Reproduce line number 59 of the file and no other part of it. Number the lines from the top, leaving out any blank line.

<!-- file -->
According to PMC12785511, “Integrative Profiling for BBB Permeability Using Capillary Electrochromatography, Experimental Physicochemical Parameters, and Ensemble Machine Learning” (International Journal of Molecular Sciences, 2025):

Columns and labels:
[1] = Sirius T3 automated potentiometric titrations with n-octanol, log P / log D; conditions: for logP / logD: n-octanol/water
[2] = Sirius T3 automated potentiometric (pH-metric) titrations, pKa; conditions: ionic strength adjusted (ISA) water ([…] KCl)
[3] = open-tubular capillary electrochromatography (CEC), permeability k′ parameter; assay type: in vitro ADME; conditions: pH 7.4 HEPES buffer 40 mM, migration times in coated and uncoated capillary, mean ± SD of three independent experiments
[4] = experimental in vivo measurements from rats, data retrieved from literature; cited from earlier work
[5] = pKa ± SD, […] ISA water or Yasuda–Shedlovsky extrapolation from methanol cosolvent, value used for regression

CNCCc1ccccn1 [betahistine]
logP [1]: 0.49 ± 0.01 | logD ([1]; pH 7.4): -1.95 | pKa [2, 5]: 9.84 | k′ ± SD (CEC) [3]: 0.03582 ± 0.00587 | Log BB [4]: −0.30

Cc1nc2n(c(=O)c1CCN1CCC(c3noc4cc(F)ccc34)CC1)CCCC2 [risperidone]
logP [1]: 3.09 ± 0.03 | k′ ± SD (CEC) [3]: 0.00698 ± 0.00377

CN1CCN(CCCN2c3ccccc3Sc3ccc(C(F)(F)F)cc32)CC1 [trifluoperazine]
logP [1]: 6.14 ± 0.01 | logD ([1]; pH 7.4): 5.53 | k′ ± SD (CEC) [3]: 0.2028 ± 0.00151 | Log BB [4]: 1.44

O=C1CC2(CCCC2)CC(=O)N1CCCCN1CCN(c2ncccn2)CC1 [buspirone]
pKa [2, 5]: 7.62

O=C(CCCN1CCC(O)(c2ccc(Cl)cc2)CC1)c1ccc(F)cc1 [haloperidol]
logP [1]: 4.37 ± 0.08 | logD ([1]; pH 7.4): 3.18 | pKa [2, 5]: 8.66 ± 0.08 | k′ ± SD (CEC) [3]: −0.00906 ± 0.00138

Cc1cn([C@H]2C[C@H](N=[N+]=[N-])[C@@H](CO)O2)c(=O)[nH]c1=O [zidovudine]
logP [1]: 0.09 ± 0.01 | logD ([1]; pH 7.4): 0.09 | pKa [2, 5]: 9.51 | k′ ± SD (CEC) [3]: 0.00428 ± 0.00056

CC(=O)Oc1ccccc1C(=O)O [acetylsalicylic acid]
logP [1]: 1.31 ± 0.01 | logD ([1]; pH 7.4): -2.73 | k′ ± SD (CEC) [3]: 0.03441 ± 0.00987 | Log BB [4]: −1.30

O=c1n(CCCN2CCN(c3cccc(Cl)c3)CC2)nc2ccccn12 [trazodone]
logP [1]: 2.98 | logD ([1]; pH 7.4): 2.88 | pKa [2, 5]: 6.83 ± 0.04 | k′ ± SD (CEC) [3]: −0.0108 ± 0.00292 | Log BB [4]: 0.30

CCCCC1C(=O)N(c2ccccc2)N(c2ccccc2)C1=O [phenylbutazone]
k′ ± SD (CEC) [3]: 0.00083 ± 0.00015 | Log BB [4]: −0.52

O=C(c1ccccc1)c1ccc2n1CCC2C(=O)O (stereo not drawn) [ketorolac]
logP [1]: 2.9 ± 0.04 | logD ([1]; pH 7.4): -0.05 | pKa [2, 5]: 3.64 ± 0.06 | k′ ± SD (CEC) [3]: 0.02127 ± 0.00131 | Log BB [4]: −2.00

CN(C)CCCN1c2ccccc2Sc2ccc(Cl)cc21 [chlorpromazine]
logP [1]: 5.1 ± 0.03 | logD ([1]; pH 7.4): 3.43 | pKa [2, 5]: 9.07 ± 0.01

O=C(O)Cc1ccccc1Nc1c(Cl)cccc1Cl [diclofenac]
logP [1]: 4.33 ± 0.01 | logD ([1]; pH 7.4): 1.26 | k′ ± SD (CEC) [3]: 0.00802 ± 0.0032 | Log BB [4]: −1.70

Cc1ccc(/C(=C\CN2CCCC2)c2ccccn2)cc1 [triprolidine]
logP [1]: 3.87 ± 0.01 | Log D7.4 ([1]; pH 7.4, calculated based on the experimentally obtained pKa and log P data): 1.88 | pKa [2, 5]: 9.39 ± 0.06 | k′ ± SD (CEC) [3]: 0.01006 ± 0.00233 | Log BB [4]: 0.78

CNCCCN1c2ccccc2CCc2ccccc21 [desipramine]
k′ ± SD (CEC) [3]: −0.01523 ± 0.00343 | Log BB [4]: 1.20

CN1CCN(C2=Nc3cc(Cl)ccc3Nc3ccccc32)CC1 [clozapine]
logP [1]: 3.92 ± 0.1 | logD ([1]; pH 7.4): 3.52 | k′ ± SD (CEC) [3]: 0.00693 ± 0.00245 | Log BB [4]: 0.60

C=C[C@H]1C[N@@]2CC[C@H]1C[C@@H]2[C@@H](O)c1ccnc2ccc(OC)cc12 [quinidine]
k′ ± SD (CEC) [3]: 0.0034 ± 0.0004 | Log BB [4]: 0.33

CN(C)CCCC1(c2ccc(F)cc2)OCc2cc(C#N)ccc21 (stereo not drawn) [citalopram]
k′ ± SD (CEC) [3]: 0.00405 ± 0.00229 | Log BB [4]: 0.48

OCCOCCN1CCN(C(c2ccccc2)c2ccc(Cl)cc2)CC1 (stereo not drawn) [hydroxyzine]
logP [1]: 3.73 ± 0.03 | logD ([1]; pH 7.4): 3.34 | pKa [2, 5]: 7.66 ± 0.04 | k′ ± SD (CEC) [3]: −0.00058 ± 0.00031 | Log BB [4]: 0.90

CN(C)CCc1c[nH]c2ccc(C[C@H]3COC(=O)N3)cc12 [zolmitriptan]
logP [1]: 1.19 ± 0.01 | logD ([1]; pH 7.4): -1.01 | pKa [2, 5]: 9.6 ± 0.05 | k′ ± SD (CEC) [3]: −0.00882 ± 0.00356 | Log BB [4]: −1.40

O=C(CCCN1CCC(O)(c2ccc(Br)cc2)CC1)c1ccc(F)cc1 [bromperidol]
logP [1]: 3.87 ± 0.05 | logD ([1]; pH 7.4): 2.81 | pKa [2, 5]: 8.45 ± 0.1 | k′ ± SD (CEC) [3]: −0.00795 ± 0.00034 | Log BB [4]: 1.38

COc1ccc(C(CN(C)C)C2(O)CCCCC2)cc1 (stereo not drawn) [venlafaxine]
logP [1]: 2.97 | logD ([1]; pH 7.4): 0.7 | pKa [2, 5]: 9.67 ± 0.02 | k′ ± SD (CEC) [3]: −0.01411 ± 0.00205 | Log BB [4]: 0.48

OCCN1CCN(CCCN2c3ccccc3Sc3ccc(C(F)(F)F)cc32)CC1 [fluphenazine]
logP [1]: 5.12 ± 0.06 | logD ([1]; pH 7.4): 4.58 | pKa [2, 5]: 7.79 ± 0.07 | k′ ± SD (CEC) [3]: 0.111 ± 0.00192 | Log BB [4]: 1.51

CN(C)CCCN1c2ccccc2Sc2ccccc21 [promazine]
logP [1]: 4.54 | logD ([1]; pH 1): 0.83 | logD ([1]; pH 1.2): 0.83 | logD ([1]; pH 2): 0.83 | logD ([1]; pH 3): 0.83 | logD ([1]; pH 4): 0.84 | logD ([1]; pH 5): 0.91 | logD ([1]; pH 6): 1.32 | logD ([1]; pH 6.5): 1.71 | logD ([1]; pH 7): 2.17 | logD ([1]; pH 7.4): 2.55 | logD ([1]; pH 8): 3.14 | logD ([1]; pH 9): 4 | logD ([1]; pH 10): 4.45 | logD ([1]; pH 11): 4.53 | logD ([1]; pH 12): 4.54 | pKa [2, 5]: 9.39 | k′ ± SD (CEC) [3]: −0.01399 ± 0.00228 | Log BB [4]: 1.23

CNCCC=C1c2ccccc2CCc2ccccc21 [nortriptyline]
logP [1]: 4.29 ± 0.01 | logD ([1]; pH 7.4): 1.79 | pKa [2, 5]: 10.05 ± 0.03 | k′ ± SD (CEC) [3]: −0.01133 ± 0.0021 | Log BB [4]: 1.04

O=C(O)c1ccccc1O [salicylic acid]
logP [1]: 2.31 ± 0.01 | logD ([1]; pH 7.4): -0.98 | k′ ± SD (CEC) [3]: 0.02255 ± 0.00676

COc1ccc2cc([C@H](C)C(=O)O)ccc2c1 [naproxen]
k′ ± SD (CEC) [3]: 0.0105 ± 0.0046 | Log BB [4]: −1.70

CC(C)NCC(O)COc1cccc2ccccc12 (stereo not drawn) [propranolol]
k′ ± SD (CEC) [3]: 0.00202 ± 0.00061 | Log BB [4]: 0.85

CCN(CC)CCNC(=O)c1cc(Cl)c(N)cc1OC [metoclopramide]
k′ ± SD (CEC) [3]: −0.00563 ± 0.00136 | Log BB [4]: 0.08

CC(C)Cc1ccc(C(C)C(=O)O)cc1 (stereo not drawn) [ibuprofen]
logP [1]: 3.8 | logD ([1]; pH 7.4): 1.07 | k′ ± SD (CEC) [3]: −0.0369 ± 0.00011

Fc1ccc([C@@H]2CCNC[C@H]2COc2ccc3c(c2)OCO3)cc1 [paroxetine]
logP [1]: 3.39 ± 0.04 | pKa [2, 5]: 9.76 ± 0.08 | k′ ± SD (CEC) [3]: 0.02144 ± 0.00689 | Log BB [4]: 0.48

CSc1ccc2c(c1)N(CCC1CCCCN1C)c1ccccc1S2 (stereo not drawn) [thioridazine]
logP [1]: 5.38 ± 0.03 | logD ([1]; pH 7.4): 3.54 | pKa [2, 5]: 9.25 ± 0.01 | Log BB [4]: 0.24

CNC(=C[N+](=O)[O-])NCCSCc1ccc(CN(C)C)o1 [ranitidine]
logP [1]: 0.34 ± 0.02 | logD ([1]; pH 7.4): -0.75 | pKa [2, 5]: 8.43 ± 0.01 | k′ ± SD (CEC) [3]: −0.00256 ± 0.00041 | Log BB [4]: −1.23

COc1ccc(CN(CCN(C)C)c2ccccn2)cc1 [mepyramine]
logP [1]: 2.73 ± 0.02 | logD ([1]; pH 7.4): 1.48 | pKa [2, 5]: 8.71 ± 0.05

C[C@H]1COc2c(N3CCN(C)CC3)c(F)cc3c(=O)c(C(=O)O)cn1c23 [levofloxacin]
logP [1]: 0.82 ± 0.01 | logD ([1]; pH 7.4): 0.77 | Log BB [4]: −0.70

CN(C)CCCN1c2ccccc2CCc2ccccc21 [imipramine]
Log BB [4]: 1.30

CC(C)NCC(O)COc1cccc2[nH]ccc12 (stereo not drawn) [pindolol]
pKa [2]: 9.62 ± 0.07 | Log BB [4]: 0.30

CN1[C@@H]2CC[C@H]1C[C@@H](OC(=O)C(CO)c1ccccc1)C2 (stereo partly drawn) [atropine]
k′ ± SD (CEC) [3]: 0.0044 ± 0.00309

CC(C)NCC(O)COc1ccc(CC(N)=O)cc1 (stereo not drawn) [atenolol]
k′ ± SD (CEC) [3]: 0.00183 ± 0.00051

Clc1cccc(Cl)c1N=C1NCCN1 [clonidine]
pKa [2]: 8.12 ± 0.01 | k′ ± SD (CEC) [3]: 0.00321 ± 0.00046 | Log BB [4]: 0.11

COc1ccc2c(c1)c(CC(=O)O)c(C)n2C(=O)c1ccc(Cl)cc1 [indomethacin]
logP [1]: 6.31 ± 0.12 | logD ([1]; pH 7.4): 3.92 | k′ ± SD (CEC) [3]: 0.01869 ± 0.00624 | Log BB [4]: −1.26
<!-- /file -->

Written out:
k′ ± SD (CEC) [3]: 0.0105 ± 0.0046 | Log BB [4]: −1.70